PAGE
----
Anticipating One's Troubles: The Costs and Benefits of Negative Expectations

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Anticipating One's Troubles: The Costs and Benefits of Negative Expectations

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Title: Anticipating One's Troubles: The Costs and Benefits of Negative Expectations
Author: Golub, Sarit A.; Wilson, Timothy D.; Gilbert, Daniel

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Citation: Golub, Sarit A., Daniel T. Gilbert, and Timothy D. Wilson. 2009. Anticipating one's troubles: the costs and benefits of negative expectations. Emotion 9(2): 277-281.
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Abstract: Although negative expectations may have the benefit of softening the blow when a negative event occurs, they also have the cost of making people feel worse while they are waiting for that event to happen. Three studies suggest that the cost of negative expectations is greater than the benefit. In 2 laboratory experiments and a field study, people felt worse when they were expecting a negative than a positive event; but once the event occurred, their prior expectations had no measurable influence on how they felt. These results suggest that anticipating one's troubles may be a poor strategy for maximizing positive affect.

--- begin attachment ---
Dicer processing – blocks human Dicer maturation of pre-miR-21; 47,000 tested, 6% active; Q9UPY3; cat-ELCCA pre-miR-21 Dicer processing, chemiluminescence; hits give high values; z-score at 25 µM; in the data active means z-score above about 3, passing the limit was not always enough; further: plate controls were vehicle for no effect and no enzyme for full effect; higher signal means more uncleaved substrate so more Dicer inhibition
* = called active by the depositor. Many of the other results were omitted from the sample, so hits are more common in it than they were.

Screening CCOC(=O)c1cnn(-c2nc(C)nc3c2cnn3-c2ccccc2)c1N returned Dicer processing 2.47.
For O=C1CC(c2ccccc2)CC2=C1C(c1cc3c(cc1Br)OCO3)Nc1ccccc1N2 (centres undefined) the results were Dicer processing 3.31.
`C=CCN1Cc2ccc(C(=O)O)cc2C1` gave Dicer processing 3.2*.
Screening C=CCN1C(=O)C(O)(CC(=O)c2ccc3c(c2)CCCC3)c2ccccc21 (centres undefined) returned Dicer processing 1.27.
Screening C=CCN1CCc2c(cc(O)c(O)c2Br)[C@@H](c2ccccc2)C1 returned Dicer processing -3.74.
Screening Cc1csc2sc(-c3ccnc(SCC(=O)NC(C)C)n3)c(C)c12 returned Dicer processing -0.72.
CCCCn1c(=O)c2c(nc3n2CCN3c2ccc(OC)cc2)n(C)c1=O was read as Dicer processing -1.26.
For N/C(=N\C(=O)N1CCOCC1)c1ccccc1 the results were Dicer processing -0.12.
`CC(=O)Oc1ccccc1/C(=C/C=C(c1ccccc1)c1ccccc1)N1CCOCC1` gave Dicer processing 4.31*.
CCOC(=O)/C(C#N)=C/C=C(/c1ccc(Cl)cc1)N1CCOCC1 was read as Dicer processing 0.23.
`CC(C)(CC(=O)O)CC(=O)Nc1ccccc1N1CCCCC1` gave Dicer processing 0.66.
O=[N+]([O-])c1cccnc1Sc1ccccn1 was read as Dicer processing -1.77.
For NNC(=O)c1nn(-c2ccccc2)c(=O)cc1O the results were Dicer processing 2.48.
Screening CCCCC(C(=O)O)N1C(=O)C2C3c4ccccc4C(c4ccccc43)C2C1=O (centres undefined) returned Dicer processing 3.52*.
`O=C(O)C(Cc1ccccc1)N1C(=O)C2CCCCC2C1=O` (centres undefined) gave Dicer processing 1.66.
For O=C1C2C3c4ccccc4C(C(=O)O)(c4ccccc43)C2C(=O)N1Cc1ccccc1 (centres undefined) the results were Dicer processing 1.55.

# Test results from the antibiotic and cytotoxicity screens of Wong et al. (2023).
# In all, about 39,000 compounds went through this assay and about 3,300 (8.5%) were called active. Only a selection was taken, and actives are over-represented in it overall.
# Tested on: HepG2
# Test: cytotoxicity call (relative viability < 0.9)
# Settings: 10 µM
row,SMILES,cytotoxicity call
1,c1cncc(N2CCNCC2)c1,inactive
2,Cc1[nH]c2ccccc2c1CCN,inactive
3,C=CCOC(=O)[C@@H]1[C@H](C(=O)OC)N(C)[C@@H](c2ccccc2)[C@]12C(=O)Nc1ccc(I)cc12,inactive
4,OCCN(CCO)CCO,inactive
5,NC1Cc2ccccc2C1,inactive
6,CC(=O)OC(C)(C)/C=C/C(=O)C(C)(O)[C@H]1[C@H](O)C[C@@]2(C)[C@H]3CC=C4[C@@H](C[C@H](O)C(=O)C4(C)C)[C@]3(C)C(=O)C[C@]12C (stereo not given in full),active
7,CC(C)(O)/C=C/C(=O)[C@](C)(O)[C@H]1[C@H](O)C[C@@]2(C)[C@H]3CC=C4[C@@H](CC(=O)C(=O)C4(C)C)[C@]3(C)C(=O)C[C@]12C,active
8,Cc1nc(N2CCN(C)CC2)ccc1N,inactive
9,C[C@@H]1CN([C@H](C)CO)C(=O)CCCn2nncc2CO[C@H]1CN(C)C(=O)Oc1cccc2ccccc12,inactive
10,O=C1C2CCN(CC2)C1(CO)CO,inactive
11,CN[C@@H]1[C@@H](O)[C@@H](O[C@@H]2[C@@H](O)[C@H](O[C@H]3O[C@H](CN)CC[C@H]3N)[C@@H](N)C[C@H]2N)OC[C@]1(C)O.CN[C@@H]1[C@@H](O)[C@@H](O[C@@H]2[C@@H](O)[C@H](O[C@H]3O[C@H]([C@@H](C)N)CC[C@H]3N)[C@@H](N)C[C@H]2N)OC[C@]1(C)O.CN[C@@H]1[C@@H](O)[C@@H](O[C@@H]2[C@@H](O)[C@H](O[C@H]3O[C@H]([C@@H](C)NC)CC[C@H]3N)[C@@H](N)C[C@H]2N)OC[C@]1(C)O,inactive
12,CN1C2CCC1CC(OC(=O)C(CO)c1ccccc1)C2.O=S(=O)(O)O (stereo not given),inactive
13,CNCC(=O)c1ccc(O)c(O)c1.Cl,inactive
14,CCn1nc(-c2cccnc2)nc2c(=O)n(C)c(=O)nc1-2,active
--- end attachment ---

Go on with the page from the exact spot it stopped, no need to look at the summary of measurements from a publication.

Published Version: http://dx.doi.org/10.1037/a0014716
Terms of Use: This article is made available under the terms and conditions applicable to Other Posted Material, as set forth at http://nrs.harvard.edu/urn-3:HUL.InstRepos:dash.current.terms-of-use#LAA
Citable link to this page: http://nrs.harvard.edu/urn-3:HUL.InstRepos:3119461

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  • FAS Scholarly Articles [7374]
    Peer reviewed scholarly articles from the Faculty of Arts and Sciences of Harvard University
 
 

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